The photographer’s caption tells me the image comes from a place where Food for the Hungry works called “Rio Azul,” or “Blue River,” in Guatemala’s Ixil Triangle region. But I see a story far beyond a young child poised to draw something.
The green in little boy’s sweater mirrors the thick vegetation I remember from visiting this village two years ago. The air in the early morning must be chilly, and he may have walked through drizzle or thick fog to arrive at school today.
I can’t tell this child’s age. You might say he’s about five years old, but with malnutrition so rampant in Guatemala, kids can be very, very short for their age. He could be as old as seven or eight, in reality.
What really catches my eye is the ball point pen that he grips in his fingers. He holds it incorrectly, so I think that perhaps he’s used to crayons. I see he’s drawing boxes and lines, so he may not know how to write yet. But because people care about his future, he has access to a pen and paper. Teachers will help him read and write and Food for the Hungry staff will reinforce what he learns in after-school programs. With a pen and paper, he could change the world.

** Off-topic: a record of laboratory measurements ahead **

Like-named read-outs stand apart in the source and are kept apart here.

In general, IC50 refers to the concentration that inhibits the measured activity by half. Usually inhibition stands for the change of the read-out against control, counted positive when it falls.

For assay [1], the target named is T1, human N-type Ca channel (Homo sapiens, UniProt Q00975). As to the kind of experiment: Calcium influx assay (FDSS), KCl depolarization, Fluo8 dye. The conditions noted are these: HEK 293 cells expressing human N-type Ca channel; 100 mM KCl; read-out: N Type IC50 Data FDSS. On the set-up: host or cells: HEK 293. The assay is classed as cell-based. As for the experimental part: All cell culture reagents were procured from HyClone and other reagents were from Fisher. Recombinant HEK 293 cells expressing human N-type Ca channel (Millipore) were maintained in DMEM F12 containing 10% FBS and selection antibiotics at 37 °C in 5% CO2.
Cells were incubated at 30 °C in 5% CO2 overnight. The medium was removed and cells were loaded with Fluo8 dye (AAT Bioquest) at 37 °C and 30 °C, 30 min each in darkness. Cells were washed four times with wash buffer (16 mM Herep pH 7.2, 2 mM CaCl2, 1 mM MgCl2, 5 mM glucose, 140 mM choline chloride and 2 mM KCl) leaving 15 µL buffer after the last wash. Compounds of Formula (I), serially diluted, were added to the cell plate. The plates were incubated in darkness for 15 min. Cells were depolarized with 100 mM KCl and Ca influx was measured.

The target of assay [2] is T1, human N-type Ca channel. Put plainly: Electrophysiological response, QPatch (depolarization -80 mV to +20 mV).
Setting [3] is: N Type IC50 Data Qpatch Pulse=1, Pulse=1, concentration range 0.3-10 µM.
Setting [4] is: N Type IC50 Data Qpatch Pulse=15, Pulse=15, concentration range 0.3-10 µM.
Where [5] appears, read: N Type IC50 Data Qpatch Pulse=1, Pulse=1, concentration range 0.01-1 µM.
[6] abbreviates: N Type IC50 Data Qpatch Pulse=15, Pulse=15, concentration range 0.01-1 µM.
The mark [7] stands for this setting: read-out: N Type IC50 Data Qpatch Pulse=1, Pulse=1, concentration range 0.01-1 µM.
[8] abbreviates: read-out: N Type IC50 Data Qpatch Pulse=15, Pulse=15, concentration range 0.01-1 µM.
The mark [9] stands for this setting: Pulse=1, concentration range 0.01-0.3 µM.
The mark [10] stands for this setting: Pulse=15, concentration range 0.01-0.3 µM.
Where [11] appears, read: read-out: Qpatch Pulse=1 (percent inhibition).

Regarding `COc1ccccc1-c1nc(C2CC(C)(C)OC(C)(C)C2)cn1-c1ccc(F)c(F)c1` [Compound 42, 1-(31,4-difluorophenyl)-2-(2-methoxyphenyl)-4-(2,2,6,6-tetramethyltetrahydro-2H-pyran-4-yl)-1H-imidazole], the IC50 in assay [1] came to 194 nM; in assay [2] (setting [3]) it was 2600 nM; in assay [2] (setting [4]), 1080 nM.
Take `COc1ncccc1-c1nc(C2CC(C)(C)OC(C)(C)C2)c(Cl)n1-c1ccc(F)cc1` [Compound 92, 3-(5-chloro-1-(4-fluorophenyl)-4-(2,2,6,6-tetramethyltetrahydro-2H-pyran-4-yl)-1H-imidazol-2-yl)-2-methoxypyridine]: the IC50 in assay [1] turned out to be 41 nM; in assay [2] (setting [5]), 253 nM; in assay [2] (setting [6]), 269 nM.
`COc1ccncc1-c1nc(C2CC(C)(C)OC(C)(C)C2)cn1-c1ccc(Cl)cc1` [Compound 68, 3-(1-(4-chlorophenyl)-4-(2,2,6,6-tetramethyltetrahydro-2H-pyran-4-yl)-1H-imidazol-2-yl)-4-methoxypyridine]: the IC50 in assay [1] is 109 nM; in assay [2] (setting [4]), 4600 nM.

Yes, his shy smile and his beautiful eyes reflect his precious soul. But I see the future for this boy, too. It took courage for him to experiment with that pen, to pick it up and see what it does. I pray that his courage continues and that God will bring people into his life (through Food for the Hungry, through his church, through his school) who will encourage him not just to start his education, but to finish it.